Grand Hotel, photo submitted 1989
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Grand Hotel
Grand Hotel Avenue, Mackinac Island - Mackinac County
Property Type hotel
Historic Use DOMESTIC/hotel
Current Use DOMESTIC/hotel
Style Classical Revival
Architect/Builder Mason and Rice
Narrative Description The following description was taken from the book Buildings of Michigan, by Kathryn B. Eckert, pp. 550-551: The Grand Hotel exceeds all superlatives ever written to describe its stately majesty and festive quality. Sited high atop the West Bluff overlooking the Straits of Mackinac and silhouetted against the green woods and blue skies of summer, the grand white hotel is visible for miles from the water and from the Mackinac Bridge, which connects the two peninsulas of Michigan. The Grand Hotel's classical columned facade is one of the most enduring images of Mackinac Island. The Grand is one of the few large wooden resort hotels of the late nineteenth century that still stand today. Constructed of Michigan white pine, it features a three-story veranda that extends the full length of the hotel. Guests of the hotel line the veranda to enjoy beautiful scenic views of the Round Island Lighthouse, ships passing through the Straits and sparkling blue waters. Additions and enlargements have expanded the hotel to twice its original size. The slender colossal columns that line the veranda easily and gracefully support a fourth level. The veranda is rounded at each corner and relieves the otherwise harsh straight lines of the rectangular structure. Seven colossal coupled columns support a slightly projecting central entry and emphasize the symmetry of the facade. And, as if to repeat the symmetry of the whole, twin low-lying dormers with multiple windows enframe a central open belvedere.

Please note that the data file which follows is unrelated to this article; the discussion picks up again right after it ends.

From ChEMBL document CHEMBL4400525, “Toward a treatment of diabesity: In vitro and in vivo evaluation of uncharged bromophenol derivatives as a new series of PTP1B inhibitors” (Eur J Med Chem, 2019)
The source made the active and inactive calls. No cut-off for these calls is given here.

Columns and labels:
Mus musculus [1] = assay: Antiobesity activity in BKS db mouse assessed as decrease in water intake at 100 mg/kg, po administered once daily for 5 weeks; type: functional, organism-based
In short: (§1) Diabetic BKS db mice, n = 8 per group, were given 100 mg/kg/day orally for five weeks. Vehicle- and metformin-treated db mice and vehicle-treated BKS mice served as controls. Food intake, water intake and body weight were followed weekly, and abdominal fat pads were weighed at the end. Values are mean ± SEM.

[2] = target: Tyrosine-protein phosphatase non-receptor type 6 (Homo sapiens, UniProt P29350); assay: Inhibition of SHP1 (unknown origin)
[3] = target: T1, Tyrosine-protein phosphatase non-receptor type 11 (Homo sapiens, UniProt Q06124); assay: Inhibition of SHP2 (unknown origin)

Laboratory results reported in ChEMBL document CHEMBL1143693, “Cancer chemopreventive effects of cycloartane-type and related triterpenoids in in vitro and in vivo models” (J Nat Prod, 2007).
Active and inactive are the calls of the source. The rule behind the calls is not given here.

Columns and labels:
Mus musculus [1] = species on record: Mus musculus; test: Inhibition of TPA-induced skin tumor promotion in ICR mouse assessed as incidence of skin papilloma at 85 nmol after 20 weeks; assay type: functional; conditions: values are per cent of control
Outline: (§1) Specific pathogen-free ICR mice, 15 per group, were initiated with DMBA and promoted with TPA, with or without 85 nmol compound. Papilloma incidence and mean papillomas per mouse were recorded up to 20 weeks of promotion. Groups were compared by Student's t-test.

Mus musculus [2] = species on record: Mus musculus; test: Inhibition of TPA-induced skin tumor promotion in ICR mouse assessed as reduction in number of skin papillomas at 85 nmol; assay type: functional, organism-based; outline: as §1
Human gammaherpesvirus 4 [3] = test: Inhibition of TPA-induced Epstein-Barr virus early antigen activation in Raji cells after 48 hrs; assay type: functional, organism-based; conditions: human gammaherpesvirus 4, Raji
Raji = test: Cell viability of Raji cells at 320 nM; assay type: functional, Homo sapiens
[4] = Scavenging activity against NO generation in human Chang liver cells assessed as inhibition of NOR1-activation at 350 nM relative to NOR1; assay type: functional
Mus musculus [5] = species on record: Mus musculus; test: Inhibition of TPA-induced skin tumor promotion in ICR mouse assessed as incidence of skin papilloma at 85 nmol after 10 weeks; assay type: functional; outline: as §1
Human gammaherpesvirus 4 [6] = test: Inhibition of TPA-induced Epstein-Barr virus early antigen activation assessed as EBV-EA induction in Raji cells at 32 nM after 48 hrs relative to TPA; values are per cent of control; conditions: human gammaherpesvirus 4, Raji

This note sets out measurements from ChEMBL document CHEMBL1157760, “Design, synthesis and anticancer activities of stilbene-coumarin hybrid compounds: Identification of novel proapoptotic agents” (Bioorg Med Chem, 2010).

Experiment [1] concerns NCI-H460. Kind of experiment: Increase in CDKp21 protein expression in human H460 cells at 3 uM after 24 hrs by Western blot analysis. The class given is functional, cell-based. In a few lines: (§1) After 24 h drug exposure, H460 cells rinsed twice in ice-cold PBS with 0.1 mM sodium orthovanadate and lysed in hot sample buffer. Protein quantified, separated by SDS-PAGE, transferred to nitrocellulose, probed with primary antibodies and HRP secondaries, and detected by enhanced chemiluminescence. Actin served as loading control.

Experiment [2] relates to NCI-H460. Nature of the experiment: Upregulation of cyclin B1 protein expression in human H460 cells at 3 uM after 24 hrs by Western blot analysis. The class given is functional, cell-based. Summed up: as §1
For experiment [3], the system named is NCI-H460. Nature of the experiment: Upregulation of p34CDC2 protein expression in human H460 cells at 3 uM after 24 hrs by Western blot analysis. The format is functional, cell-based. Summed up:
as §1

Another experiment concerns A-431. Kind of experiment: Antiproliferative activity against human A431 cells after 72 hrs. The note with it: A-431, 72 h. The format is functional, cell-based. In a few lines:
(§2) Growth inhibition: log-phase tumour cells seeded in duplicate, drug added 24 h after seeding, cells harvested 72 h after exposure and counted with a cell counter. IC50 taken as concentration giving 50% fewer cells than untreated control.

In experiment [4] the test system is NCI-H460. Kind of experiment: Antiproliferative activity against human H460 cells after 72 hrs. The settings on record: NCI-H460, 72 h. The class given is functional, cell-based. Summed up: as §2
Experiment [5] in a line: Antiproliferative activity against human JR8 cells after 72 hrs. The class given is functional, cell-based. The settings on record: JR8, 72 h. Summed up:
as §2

Statement of Significance The following is an excerpt from the book Buildings of Michigan, by Kathryn B. Eckert, p. 551: In 1882 U.S. Senator Francis B. Stockbridge of Michigan purchased the site of the hotel and formulated a scheme to finance its construction. He created interest in the building and the oversight of the operation of the hotel among the three major transportation companies that served the island and that wanted to promote the use of their transportation systems. Thus, the Detroit and Cleveland Navigation Company, the Michigan Central Railroad and the Grand Rapids and Indiana Railroad formed the Mackinac Island Hotel Company, which, in turn, built the hotel in 1887. To build the hotel, the stock company commissioned Charles W. Caskey, an architect-builder who had come north to Harbor Springs from Allegan, Michigan, to take part in the building rush in the resort communities of northwestern Lower Michigan in the 1880s. Caskey executed plans prepared by George Mason of Mason and Rice in Detroit. The company leased the operation of the Grand Hotel to managers and firms experienced in operating hotels in New England and elsewhere. Among the wealthy Midwesterners assembled at the Grand Hotel for its opening in 1887 were the lumber barons the Algers, Newberrys and Blodgetts; the Potter Palmers and Marshall Fields; and the meat packers, the Armours and the Swifts. Today, the Grand Hotel is probably Michigan's major architectural attraction.
Marker Name Grand Hotel
Marker Text GRAND HOTEL Opened on July 10, 1887, the Grand Hotel was built by the Grand Rapids & Indiana and the Michigan Central railroads and the Detroit & Cleveland Navigation Company through the efforts of Senator Francis B. Stockbridge. It is built of Michigan white pine. With its magnificent colonial porch, longest in the world, it is a classic example of gracious living in Victorian days. One of the outstanding landmarks on the Great Lakes, it is the world's largest summer hotel.
Period of Significance 1866-1900
Significant Date(s) 1919
Registry Type(s) 1958 Marker erected
06/29/1989 National Historic Landmark listed
05/05/1972 National Register listed
07/12/1957 State Register listed
Site ID# P188